Nevertheless, the number of overdoses of illegal synthetic opioids, on the contrary, continues to grow. The opioid epidemic in the United States is one of the reasons for the decline in life expectancy. However, it is not just about drugs, but the whole complex of problems that in the United States are called “diseases of despair.” People between the ages of 25 and 64, predominantly working class, die at a higher rate from obesity, heart problems, as a result of suicide, and liver disease associated with alcohol abuse. Experts attribute these phenomena to a growing social crisis and increasing inequality (Cowles, 2019). Victims of “diseases of despair” are more likely to experience stress due to financial difficulties, cannot afford adequate medical care, and do not see the economic prospects.

Suggested Strategies for Winning the War

Currently, the United States is studying the possibilities of using three concepts of combating drug addiction. The first concept provides for the activation of the traditional model: an all-round and extremely tough fight against drug traffickers and drug producers, including outside the United States, and the tightening of anti-drug legislation. Critics of this approach argue that it is impossible to completely eradicate drug addiction, since drug use has always been a “shadow” of civilization.

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The second concept focuses on reducing drug use. In particular, the emphasis is supposed to be made on strengthening explanatory work. Drug traffickers should be punished as severely as possible, but people caught using or possessing drugs should not be severely punished. Critics of this strategy argue that promoting healthy lifestyles does not significantly reduce drug use.

The third concept proposes to change the approach to drug addicts – they should be viewed not as criminals, but as patients who should not be punished, but treated. The state must decriminalize drugs – make them legal, which will allow controlling their sale and prevent drugs from falling into the hands of young people. Moreover, this strategy can reduce the power of criminal gangs. Opponents believe that the availability of drugs will only contribute to their wider distribution, and there are still no methods that can guarantee drug addicts’ freedom from the addiction.

However, given the growing social inequality, acute social conflicts and the above-mentioned “disease of despair,” it seems advisable to competently combine the above strategies, taking into account regional differences in states, as well as focus on solving social problems. The fight against drugs alone, without a social orientation, is not able to bring tangible results, since in this case it looks like a fight against “symptoms” and not “disease.” It should be borne in mind that in individuals and groups, as well as within the framework of different behaviors, different behavioral deviations can be observed. One of the key takeaways from the behavioral sciences is that one-size-fits-all solutions don not work. In other words, behavioral interventions should be as targeted and individualized as possible: appropriate interventions should be designed for a specific target group taking into account the specific behavior that needs to be encouraged or discouraged.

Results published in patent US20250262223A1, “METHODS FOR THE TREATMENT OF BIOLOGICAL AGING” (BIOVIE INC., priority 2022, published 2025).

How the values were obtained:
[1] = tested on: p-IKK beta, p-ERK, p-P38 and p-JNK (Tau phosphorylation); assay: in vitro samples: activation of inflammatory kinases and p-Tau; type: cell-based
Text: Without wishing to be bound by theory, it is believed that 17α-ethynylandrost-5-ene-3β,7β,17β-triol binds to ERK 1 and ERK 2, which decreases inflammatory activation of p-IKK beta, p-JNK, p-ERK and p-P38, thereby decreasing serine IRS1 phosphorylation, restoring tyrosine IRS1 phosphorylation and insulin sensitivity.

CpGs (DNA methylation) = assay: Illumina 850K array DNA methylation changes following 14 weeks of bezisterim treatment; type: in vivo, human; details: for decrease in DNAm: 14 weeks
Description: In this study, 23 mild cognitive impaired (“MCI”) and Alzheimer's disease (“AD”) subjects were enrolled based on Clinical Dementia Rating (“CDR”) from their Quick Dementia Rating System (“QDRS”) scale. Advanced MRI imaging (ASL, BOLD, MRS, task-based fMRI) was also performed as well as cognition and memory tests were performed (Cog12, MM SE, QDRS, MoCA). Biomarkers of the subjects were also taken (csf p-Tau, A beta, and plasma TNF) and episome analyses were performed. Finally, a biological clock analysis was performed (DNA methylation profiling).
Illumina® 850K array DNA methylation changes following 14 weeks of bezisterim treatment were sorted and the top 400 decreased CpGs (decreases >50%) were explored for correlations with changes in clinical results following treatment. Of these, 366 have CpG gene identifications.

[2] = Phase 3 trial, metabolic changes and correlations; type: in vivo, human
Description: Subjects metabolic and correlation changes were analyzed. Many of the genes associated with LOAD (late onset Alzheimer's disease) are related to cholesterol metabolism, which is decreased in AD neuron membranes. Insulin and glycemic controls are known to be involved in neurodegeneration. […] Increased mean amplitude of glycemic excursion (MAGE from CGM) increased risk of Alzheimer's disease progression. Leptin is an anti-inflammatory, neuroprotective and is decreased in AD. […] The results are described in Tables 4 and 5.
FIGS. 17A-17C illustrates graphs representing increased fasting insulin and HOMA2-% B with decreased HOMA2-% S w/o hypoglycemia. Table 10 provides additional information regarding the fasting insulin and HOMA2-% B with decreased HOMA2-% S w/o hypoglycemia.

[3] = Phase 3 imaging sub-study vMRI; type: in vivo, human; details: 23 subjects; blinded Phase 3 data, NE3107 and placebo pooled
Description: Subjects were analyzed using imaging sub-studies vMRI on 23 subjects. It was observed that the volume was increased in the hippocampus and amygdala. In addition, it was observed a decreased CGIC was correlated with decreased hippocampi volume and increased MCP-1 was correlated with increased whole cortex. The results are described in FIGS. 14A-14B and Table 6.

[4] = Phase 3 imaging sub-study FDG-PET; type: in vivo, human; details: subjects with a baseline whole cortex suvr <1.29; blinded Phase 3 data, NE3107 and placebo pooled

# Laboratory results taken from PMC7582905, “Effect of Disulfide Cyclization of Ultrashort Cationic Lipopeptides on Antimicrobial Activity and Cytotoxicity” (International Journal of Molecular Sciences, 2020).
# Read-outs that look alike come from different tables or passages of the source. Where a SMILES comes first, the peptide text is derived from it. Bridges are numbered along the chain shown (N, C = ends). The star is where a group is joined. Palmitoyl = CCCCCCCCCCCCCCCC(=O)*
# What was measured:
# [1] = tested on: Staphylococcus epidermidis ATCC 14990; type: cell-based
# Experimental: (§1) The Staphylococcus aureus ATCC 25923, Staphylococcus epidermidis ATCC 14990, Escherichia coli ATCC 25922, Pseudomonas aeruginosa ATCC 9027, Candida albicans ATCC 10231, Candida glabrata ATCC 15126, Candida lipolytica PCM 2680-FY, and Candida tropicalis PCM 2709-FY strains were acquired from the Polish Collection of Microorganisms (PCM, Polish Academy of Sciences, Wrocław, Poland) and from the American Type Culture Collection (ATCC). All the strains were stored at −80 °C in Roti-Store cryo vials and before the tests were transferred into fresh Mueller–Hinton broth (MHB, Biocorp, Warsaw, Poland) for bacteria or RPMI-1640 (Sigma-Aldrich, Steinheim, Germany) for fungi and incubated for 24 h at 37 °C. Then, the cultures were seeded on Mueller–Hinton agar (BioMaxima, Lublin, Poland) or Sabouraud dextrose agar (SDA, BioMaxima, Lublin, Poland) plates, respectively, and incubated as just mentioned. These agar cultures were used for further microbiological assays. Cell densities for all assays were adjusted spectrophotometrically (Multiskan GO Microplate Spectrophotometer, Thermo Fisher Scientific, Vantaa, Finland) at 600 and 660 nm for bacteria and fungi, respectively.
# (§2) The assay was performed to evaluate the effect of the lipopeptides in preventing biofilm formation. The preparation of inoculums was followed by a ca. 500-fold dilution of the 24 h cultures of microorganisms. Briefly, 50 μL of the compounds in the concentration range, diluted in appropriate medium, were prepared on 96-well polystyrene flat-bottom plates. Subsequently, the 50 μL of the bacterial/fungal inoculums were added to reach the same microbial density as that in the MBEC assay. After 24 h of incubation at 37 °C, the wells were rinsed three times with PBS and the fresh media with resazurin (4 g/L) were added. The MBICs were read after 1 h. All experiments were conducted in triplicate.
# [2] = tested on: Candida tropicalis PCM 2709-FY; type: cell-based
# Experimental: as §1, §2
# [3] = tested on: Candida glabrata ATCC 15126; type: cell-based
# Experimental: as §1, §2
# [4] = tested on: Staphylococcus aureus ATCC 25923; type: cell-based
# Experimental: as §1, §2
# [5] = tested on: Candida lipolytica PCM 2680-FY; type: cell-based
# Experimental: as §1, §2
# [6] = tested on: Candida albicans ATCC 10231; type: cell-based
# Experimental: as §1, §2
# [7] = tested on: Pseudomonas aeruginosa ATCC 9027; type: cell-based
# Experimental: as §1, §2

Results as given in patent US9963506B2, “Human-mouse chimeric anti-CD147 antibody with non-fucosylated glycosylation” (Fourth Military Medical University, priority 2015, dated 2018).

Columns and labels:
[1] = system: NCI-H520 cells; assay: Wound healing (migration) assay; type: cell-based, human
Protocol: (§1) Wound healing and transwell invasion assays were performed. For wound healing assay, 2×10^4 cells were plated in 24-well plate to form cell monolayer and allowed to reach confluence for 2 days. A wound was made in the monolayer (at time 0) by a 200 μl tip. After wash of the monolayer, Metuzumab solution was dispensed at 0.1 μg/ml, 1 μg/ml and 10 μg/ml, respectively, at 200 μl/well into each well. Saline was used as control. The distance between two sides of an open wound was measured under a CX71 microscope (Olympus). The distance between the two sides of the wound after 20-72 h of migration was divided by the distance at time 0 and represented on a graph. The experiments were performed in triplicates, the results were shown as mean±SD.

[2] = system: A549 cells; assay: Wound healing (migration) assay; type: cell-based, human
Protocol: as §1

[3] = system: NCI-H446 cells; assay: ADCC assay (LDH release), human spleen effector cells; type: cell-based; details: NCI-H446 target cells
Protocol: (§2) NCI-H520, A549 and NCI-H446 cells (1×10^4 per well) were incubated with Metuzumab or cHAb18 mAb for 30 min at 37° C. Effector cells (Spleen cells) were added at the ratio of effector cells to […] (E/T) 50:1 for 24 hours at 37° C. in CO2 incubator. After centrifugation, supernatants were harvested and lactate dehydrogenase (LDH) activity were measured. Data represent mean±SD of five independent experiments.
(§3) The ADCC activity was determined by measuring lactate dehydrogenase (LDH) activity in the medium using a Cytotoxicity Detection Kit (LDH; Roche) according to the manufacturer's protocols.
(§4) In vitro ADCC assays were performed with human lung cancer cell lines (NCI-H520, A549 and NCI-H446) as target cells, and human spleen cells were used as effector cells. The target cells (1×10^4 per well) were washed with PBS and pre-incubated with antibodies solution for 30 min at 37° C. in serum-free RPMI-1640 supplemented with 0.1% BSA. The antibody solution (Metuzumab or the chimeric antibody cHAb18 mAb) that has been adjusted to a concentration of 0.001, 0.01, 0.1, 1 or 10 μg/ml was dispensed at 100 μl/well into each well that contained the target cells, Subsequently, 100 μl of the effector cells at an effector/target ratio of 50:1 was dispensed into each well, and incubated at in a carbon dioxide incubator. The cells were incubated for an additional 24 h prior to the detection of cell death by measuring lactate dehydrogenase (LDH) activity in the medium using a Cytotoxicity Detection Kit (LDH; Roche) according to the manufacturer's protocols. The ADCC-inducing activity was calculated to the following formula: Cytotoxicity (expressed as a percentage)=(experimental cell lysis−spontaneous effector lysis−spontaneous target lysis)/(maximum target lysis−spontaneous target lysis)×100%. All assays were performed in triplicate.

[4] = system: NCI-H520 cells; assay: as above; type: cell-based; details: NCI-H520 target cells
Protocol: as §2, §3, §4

Summary and Conclusion

Over the past 100 years, drug addiction from a problem that was the subject of a narrow field of medicine – psychiatry – has moved into the category of general social problems. In the modern world, including the United States, there is a continuous trend towards an increase in the number of people taking narcotic drugs, drug use by young people is increasing, and representatives of all socio-economic groups of society are involved in drug abuse. Retrospective analyzes and research on current war on drugs strategies have shown very little, if any, effectiveness. Based on the study of the current situation and possible strategies, it was concluded that group and individual prevention is an extremely important area in the fight against drug addiction. In this regard, the provision of a preventive effect on dysfunctional families, groups, collectives, and so on, is of particular importance.


Belenko, S. (2000). Dark paradise: A history of opiate addiction in America. Greenwood.

Bolliger, L., & Stevens, H. (2019). From opioid pain management to opioid crisis in the USA: How can public-private partnerships help? Frontiers in Medicine, 6, 106.

Cowles, C. (2019). War on us: How the war on drugs and myths about addiction have created a war on all of us. Fidalgo Press.

Goldberg, R., & Mitchell, P. (2018). Drugs across the spectrum (8th ed.). Cengage Learning.

Graeme, D. W. (2017). The opioid epidemic of America: What you need know about the opiate and opioid crisis. CreateSpace Independent Publishing Platform.

Maisto, S., Galizio, M., & Connors, G. (2018). Drug use and abuse. Cengage Learning.

Mallea, P. (2014). The war on drugs: A failed experiment. Dundurn.